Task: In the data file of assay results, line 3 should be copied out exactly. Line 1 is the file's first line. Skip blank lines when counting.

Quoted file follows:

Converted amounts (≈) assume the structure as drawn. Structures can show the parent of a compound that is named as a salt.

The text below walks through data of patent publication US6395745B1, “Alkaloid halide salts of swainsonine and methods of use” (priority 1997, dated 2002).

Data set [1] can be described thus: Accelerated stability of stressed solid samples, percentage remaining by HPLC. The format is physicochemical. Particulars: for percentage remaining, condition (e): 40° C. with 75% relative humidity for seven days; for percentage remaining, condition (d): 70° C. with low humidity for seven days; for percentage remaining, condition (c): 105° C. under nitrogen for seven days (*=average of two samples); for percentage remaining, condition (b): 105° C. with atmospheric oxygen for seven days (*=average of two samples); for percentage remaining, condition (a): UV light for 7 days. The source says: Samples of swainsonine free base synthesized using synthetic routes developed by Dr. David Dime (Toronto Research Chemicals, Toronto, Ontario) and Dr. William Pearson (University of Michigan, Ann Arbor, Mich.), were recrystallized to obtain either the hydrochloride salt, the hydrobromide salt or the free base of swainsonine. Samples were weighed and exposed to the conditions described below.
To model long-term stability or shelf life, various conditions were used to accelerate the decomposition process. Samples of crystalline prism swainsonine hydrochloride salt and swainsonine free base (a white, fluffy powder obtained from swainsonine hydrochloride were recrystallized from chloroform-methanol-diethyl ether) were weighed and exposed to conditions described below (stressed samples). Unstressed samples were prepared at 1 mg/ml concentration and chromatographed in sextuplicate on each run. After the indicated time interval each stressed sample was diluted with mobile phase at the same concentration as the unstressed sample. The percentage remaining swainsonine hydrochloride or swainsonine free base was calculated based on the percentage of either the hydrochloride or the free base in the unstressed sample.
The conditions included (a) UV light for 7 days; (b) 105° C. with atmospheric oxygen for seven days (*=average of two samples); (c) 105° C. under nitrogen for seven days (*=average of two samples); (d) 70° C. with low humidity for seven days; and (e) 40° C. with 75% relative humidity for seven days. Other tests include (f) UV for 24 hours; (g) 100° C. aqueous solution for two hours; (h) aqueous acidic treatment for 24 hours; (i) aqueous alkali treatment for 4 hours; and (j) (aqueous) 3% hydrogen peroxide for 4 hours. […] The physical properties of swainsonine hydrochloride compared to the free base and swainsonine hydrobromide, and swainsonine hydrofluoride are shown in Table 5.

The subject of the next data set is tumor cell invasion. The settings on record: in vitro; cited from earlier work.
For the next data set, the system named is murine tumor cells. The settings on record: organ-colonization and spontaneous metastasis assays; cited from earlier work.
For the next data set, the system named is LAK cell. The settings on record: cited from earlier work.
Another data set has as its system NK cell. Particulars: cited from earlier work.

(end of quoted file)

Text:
Data set [1] can be described thus: Accelerated stability of stressed solid samples, percentage remaining by HPLC. The format is physicochemical. Particulars: for percentage remaining, condition (e): 40° C. with 75% relative humidity for seven days; for percentage remaining, condition (d): 70° C. with low humidity for seven days; for percentage remaining, condition (c): 105° C. under nitrogen for seven days (*=average of two samples); for percentage remaining, condition (b): 105° C. with atmospheric oxygen for seven days (*=average of two samples); for percentage remaining, condition (a): UV light for 7 days. The source says: Samples of swainsonine free base synthesized using synthetic routes developed by Dr. David Dime (Toronto Research Chemicals, Toronto, Ontario) and Dr. William Pearson (University of Michigan, Ann Arbor, Mich.), were recrystallized to obtain either the hydrochloride salt, the hydrobromide salt or the free base of swainsonine. Samples were weighed and exposed to the conditions described below.